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The Alchemists: Inside the secret world of central bankers

Neil Irwin

2 Reviews

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Prose: non-fiction, Economics, Business & management

An unprecedented and important insight into the secret world behind our economy.

Lead economic correspondent for the Washington Post, Neil Irwin, offers rare insights into the shadowy and unknown world of the four most influential bankers on the planet: Ben Bernanke of the US Federal Reserve, Mervyn King of the Bank of England, Jean-Claude Trichet of the European Central Bank, and Zhou Xiaochuan of the People's Bank of China. The decisions that these four men make determine the fates of nations - their successes allow for global hegemony; their failures lead to national decline.

Decisions by these central bankers will determine whether the world can brush aside the after-effects of the Great Panic of 2008 to create a more stable and more prosperous world.

The Alchemists will give readers an exclusive, behind-the-scenes view of their work, and a better understanding of their true significance in our lives and livelihood.

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Praise for The Alchemists: Inside the secret world of central bankers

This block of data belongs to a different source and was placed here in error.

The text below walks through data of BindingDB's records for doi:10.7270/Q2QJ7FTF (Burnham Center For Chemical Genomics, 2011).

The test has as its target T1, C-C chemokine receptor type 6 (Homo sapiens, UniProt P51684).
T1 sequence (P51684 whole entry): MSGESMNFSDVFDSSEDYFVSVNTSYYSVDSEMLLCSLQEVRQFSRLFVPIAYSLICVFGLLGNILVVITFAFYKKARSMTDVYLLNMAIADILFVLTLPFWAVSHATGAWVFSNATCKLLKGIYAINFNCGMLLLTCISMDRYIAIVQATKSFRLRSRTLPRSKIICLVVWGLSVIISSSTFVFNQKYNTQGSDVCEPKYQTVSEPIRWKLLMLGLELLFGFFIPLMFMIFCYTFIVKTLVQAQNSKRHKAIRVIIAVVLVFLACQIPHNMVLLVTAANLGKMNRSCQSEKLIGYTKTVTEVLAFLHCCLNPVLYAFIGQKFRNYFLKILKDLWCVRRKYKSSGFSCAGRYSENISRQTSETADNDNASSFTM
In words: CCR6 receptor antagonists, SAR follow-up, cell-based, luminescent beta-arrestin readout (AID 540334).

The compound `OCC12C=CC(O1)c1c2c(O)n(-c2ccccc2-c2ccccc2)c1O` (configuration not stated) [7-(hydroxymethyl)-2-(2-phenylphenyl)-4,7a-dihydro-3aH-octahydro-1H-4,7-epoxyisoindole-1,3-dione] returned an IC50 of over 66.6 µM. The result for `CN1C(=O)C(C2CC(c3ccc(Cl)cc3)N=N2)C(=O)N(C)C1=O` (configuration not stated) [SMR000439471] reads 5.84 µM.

• Brilliantly reported and riveting, Neil Irwin's The Alchemists is a must-read for anyone who wants to understand the global reach of the financial crisis through which we are still living. The international perspective brings a fascinating and wholly new dimension to the story, one that has until now not been adequately told. - Liaquat Ahamed, author of 'Lords of Finance'

  • Brings events to life without losing sight of the bigger issues. - Money Week

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Neil Irwin

Neil Irwin is the lead economics correspondent for The Washington Post and beat reporter covering the Federal Reserve. He was named one of Washingtonian magazine's 'Rising Stars' in a 2009 feature on 'Top Washington Journalists' and his work has won two 'Best of Business' awards from the Society of American Business Editors and Writers. He has an MBA from Columbia Business School and a master's degree from Columbia's journalism school, where he was a Knight-Bagehot Fellow in Economic and Business Journalism.

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